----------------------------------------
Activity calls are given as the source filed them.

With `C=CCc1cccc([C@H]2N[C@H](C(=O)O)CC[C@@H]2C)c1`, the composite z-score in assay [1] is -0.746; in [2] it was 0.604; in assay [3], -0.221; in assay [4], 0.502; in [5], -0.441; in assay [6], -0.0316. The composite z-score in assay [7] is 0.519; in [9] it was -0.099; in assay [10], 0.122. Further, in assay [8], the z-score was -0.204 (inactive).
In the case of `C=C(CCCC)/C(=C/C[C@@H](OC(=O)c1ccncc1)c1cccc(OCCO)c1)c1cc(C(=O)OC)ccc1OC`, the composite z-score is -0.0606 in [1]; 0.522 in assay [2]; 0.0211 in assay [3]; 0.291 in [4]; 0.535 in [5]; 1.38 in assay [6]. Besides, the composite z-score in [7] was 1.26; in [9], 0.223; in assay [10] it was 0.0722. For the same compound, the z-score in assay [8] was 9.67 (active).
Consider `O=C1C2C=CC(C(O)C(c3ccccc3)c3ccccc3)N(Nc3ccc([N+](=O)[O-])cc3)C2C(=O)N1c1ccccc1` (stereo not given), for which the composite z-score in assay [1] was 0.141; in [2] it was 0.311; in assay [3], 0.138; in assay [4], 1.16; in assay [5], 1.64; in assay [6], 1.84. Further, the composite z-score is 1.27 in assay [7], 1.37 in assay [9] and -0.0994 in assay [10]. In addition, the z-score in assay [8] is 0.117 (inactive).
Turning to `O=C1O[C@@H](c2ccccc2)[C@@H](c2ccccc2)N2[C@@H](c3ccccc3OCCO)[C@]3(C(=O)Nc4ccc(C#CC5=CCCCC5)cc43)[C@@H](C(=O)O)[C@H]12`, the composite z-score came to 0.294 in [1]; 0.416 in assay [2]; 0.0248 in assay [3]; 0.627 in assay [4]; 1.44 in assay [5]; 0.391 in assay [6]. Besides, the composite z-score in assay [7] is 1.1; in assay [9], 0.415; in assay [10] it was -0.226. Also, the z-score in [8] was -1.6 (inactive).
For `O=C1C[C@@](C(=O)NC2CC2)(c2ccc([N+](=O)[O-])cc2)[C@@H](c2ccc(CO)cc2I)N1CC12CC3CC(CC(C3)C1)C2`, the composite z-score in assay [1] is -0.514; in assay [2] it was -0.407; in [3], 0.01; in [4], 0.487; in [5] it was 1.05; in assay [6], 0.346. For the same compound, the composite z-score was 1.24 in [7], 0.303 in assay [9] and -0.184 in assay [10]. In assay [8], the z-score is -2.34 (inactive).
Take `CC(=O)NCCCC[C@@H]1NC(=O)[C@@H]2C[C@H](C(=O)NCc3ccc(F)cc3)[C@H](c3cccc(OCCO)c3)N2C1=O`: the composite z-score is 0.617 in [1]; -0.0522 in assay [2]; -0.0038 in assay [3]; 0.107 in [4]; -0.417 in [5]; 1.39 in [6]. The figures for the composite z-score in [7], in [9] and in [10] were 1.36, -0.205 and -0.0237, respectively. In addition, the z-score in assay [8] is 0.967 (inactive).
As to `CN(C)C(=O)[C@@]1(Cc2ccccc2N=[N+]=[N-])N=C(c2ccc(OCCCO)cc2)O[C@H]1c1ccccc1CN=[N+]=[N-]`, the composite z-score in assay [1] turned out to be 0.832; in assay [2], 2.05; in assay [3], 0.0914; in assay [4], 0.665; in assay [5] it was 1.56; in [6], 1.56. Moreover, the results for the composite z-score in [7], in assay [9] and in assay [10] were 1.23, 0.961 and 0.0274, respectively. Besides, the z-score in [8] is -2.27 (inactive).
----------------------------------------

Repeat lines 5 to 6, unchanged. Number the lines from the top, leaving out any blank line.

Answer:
Turning to `O=C1O[C@@H](c2ccccc2)[C@@H](c2ccccc2)N2[C@@H](c3ccccc3OCCO)[C@]3(C(=O)Nc4ccc(C#CC5=CCCCC5)cc43)[C@@H](C(=O)O)[C@H]12`, the composite z-score came to 0.294 in [1]; 0.416 in assay [2]; 0.0248 in assay [3]; 0.627 in assay [4]; 1.44 in assay [5]; 0.391 in assay [6]. Besides, the composite z-score in assay [7] is 1.1; in assay [9], 0.415; in assay [10] it was -0.226. Also, the z-score in [8] was -1.6 (inactive).
For `O=C1C[C@@](C(=O)NC2CC2)(c2ccc([N+](=O)[O-])cc2)[C@@H](c2ccc(CO)cc2I)N1CC12CC3CC(CC(C3)C1)C2`, the composite z-score in assay [1] is -0.514; in assay [2] it was -0.407; in [3], 0.01; in [4], 0.487; in [5] it was 1.05; in assay [6], 0.346. For the same compound, the composite z-score was 1.24 in [7], 0.303 in assay [9] and -0.184 in assay [10]. In assay [8], the z-score is -2.34 (inactive).